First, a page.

Libya: electoral commission recommends postponing elections

Final list of candidates has not been announced, days before polls were set to open

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Libya's electoral commission has recommended postponing the highly anticipated December 24 presidential elections until January 24, 2022.

In a statement on its Facebook page, the High National Elections Commission (HNEC) urged the Libyan Parliament to take the appropriate measures to defuse the current hostile political environment in the country and pave the way towards stability.

Earlier on Wednesday, a parliamentary committee said it was “impossible” to hold the elections as scheduled.

Many had hoped the vote would mark the end of a long-running civil conflict that has widened political divisions and led to a proliferation of armed militias, an economic crisis and human rights abuses.

Al Hadi Al Sagheir, who heads the parliamentary committee, sent the letter after “reviewing technical, security and judicial reports".

Previous expectations that the vote would be postponed were based on growing security concerns amid a worsening stand-off between armed groups in Tripoli.

The UN estimates say more than 20,000 mercenaries and foreign fighters are still in Libya.

The conditions of free, credible, democratic, consensual elections, an important link for the return of peace and stability in Libya, have not yet been met
Abdou Abarry, UNSC President

Libya plunged into chaos after a Nato-backed uprising 10 years ago toppled long-time dictator Muammar Qaddafi.

The country then split into rival governments — one in the east, backed by Field Marshal Khalifa Haftar, and an administration based in Tripoli.

Days before the polls were set to open, a final candidate list still had not been made public by the election commission, causing further suspicion among Libyan politicians, civilians and the international community that the vote would be pushed back.

A disagreement about the final list of candidates is one of the main reasons for the delay.

A total of 98 hopefuls have registered for candidacy, including a number of controversial candidates.

Qaddafi's son, Saif Al Islam Qaddafi, currently wanted by the International Criminal Court (ICC) for war crimes, Field Marshal Haftar as well as interim Prime Minister Abdul Hamid Dbeibah, accused by the UN of political bribery, are all planning to run.

Former interior minister Fathi Bashagha and Aref Ali Nayed, a former ambassador to the UAE who leads the liberal Ihya Libya party, are also running.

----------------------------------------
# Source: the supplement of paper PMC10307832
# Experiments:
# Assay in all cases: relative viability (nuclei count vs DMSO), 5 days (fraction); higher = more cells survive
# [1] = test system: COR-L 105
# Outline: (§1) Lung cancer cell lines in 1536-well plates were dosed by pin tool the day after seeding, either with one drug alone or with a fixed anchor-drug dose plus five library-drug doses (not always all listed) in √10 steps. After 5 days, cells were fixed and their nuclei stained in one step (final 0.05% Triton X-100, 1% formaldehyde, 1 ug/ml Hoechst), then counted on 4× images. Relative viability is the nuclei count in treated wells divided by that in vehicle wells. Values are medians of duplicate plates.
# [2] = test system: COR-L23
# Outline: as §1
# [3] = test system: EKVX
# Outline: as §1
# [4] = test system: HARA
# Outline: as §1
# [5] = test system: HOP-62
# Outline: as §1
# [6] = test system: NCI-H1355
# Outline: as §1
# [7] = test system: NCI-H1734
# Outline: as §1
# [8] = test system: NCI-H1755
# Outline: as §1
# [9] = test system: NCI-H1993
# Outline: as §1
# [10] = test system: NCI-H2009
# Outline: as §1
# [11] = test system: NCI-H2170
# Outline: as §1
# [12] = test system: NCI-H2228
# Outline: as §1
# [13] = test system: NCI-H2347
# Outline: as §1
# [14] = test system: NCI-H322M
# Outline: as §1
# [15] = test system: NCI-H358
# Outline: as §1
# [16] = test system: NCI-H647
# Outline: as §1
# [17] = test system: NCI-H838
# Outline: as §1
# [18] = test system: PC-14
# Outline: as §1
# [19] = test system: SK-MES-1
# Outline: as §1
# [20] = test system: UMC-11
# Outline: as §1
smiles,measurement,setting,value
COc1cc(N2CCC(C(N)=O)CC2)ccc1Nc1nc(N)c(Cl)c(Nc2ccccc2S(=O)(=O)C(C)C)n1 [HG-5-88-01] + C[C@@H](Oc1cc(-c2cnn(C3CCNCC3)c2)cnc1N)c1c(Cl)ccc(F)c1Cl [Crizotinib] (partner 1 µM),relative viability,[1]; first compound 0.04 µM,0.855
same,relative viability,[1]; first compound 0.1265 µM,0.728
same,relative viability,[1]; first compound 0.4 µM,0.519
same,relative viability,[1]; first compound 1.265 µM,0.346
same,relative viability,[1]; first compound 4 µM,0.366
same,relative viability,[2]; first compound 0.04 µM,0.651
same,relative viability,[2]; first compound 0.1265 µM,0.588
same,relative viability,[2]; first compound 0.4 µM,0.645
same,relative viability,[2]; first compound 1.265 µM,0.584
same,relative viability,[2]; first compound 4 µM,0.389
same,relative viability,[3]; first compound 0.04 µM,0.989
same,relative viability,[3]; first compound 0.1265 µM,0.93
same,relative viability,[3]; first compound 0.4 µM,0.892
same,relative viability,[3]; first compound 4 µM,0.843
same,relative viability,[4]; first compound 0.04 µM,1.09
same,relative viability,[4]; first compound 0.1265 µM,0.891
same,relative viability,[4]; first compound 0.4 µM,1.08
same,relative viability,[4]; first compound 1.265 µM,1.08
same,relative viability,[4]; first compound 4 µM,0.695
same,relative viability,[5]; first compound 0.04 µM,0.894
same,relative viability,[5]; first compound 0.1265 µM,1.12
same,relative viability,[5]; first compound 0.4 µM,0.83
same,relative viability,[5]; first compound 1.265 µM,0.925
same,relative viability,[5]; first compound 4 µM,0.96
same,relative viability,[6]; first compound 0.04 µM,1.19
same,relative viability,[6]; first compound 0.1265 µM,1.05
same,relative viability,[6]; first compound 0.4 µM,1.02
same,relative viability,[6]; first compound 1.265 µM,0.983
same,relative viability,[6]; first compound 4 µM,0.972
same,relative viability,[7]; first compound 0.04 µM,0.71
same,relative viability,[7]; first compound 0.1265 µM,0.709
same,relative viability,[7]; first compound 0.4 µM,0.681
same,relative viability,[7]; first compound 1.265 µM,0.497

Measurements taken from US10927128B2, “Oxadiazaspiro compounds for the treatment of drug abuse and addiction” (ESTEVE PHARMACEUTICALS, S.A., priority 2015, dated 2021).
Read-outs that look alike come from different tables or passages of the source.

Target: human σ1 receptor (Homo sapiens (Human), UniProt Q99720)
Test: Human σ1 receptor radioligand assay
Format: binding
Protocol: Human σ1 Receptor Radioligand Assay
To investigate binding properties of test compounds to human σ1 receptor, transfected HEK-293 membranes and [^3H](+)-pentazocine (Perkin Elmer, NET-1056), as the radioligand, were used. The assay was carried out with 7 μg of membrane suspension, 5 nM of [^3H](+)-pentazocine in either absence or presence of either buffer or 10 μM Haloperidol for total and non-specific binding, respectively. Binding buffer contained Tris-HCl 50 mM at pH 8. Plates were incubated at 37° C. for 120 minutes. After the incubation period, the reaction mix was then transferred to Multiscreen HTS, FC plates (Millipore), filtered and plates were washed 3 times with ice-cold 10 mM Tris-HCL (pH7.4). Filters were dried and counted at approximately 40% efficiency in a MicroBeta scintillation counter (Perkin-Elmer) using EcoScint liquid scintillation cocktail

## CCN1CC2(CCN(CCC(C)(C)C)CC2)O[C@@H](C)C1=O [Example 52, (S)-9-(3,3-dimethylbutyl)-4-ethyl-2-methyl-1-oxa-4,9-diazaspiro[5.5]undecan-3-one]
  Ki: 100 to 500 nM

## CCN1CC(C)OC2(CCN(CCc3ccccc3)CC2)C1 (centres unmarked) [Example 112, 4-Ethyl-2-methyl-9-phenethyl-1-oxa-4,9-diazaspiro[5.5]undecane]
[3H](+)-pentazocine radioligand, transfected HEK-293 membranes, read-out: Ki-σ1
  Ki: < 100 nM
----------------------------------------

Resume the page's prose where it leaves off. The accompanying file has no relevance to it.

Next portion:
The UN's newly appointed Special Adviser on Libya Stephanie Williams, a former US diplomat, met Mr Dbeibah and commission head Imad Al Sayeh a day after taking on her post in a bid to keep the elections on track.

However, scrutiny over Libya's electoral infrastructure has attracted criticism worldwide.

“The conditions of free, credible, democratic, consensual elections, an important link for the return of peace and stability in Libya, have not yet been met,” said UN Security Council President Abdou Abarry this month.

There is also a fear that the country will encounter more violence if the winning candidate is rejected and one or more of the losing parties rallies armed groups to challenge the outcome.

“The problem is the outcome of the election will be challenged by some parties and this will lead to violence. So, the UN mission and international community is trying to generate a new political agreement to make sure the elections can happen without a major uptick of violence,” said Elie Abouaoun, director of the US Institute of Peace's Middle East and North Africa programmes.

Some Libyans have expressed their dismay at the choice of candidates.

“Every single faction in Libya has an issue with one of these three candidates,” Claudia Gazzini, a Libya expert at the International Crisis Group think tank, told AFP in reference to the interim prime minister, Field Marshal Haftar and Mr Qaddafi.

“So, they tried to stop these candidates from running using legal means, but failing that, there seems to have been an informal agreement between some factions not to let the elections go forward.”

Collapse of elections threatens renewed conflict

With armed groups mobilising in Tripoli and other western areas, the collapse of the electoral process risks aggravating local disputes and triggering a new round of fighting.

Renewed conflict could also lead to more frequent or extensive shutdowns in oil output by armed groups, hitting state finances. A group this week closed down three major fields.

US ambassador to Libya Richard Norland on Wednesday “urged calm and encouraged steps that can continue to de-escalate the tense security situation".

In a statement, the embassy called for “work towards elections” to be a priority among authorities.

Meanwhile, the French government also expressed support for the democratic process, saying that the country is “committed to the smooth running of the electoral process until its end".

Germany's Foreign Minister Annalena Baerbock said the ballot was of “crucial importance” and vowed to work in tight collaboration with the UN to ensure it takes place.

“If elections are postponed without any kind of path forward, then anxieties will be high,” said Amanda Kadlec, a former member of the UN panel of experts on Libya.

“I could totally envision there being a breakout of conflict at local levels that could erupt and cascade into other parts of the country or within each region,” she told AFP.

Updated: December 22, 2021, 5:27 PM